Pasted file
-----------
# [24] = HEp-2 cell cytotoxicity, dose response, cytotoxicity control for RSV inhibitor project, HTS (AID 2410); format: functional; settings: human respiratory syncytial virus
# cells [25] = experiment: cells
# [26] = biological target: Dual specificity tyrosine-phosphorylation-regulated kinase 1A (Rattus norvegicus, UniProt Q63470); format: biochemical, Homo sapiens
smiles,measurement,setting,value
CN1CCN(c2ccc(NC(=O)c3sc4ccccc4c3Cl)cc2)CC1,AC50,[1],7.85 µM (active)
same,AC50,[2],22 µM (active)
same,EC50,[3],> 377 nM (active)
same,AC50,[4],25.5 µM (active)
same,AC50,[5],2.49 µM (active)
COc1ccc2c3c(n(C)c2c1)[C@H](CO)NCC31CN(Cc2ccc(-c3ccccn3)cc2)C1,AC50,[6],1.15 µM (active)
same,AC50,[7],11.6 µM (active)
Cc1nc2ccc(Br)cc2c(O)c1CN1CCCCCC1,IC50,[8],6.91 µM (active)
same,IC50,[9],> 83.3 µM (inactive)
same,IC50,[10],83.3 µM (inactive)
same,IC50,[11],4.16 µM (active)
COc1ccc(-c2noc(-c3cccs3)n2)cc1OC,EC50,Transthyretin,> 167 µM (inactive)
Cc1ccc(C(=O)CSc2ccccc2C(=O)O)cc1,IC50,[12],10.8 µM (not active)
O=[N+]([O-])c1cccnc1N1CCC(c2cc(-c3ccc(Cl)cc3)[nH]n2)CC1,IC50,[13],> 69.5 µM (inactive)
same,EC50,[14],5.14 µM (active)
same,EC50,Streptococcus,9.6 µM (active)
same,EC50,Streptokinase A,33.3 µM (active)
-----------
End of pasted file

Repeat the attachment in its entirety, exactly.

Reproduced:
# [24] = HEp-2 cell cytotoxicity, dose response, cytotoxicity control for RSV inhibitor project, HTS (AID 2410); format: functional; settings: human respiratory syncytial virus
# cells [25] = experiment: cells
# [26] = biological target: Dual specificity tyrosine-phosphorylation-regulated kinase 1A (Rattus norvegicus, UniProt Q63470); format: biochemical, Homo sapiens
smiles,measurement,setting,value
CN1CCN(c2ccc(NC(=O)c3sc4ccccc4c3Cl)cc2)CC1,AC50,[1],7.85 µM (active)
same,AC50,[2],22 µM (active)
same,EC50,[3],> 377 nM (active)
same,AC50,[4],25.5 µM (active)
same,AC50,[5],2.49 µM (active)
COc1ccc2c3c(n(C)c2c1)[C@H](CO)NCC31CN(Cc2ccc(-c3ccccn3)cc2)C1,AC50,[6],1.15 µM (active)
same,AC50,[7],11.6 µM (active)
Cc1nc2ccc(Br)cc2c(O)c1CN1CCCCCC1,IC50,[8],6.91 µM (active)
same,IC50,[9],> 83.3 µM (inactive)
same,IC50,[10],83.3 µM (inactive)
same,IC50,[11],4.16 µM (active)
COc1ccc(-c2noc(-c3cccs3)n2)cc1OC,EC50,Transthyretin,> 167 µM (inactive)
Cc1ccc(C(=O)CSc2ccccc2C(=O)O)cc1,IC50,[12],10.8 µM (not active)
O=[N+]([O-])c1cccnc1N1CCC(c2cc(-c3ccc(Cl)cc3)[nH]n2)CC1,IC50,[13],> 69.5 µM (inactive)
same,EC50,[14],5.14 µM (active)
same,EC50,Streptococcus,9.6 µM (active)
same,EC50,Streptokinase A,33.3 µM (active)